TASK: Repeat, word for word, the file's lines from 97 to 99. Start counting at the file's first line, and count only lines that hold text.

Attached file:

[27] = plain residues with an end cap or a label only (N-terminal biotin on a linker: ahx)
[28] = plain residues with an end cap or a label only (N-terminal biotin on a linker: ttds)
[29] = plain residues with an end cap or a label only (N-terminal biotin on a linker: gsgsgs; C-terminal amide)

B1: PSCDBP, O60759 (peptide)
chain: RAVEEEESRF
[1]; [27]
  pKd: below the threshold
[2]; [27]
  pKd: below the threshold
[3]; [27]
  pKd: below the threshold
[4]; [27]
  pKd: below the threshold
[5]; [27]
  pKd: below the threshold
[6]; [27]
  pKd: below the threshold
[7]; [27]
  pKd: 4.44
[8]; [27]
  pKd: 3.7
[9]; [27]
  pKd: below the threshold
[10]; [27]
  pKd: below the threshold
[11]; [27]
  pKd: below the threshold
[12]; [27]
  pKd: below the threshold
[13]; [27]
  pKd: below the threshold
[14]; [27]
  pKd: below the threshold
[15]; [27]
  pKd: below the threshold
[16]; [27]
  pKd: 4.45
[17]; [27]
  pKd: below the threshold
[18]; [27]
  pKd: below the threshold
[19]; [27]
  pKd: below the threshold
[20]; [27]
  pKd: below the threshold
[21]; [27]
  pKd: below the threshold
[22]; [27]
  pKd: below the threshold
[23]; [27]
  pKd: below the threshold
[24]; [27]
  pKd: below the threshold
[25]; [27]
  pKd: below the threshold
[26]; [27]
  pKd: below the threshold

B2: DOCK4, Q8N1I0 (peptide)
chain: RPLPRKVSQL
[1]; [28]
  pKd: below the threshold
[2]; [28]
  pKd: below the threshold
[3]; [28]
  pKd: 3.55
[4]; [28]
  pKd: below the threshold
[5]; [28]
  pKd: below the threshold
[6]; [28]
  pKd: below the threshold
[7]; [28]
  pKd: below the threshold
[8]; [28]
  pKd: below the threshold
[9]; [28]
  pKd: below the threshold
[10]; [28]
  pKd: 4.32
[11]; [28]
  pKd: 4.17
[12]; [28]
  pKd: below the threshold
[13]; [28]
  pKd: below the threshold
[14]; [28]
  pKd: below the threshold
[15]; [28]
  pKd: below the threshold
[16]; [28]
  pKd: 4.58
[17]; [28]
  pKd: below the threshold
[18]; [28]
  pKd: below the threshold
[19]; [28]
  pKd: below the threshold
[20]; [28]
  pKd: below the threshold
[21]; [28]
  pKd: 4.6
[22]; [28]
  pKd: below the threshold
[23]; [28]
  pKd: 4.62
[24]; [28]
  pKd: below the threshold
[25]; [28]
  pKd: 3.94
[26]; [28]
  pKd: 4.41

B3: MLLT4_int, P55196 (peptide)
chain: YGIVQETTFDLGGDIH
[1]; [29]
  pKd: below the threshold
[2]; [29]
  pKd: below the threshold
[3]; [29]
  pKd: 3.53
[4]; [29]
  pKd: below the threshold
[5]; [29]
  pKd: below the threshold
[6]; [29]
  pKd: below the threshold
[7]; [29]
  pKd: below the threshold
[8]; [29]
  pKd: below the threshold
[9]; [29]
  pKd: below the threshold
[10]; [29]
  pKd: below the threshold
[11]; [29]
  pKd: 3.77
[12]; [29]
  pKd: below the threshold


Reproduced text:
  pKd: below the threshold
[20]; [28]
  pKd: below the threshold